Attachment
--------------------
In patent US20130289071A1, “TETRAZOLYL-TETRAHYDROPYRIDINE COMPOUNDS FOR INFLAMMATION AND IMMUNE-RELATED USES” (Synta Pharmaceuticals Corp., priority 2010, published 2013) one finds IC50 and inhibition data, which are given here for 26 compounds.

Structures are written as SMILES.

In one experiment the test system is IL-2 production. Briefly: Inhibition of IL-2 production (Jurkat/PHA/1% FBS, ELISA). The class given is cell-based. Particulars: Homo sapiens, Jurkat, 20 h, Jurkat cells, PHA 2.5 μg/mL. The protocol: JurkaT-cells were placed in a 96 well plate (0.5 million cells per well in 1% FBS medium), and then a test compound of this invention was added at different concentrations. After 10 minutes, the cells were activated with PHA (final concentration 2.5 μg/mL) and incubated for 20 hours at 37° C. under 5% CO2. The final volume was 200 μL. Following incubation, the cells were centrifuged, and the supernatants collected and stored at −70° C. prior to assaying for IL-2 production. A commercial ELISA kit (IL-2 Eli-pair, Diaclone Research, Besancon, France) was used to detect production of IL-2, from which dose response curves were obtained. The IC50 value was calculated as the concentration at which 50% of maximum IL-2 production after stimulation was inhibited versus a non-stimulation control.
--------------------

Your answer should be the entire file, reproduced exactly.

In patent US20130289071A1, “TETRAZOLYL-TETRAHYDROPYRIDINE COMPOUNDS FOR INFLAMMATION AND IMMUNE-RELATED USES” (Synta Pharmaceuticals Corp., priority 2010, published 2013) one finds IC50 and inhibition data, which are given here for 26 compounds.

Structures are written as SMILES.

In one experiment the test system is IL-2 production. Briefly: Inhibition of IL-2 production (Jurkat/PHA/1% FBS, ELISA). The class given is cell-based. Particulars: Homo sapiens, Jurkat, 20 h, Jurkat cells, PHA 2.5 μg/mL. The protocol: JurkaT-cells were placed in a 96 well plate (0.5 million cells per well in 1% FBS medium), and then a test compound of this invention was added at different concentrations. After 10 minutes, the cells were activated with PHA (final concentration 2.5 μg/mL) and incubated for 20 hours at 37° C. under 5% CO2. The final volume was 200 μL. Following incubation, the cells were centrifuged, and the supernatants collected and stored at −70° C. prior to assaying for IL-2 production. A commercial ELISA kit (IL-2 Eli-pair, Diaclone Research, Besancon, France) was used to detect production of IL-2, from which dose response curves were obtained. The IC50 value was calculated as the concentration at which 50% of maximum IL-2 production after stimulation was inhibited versus a non-stimulation control.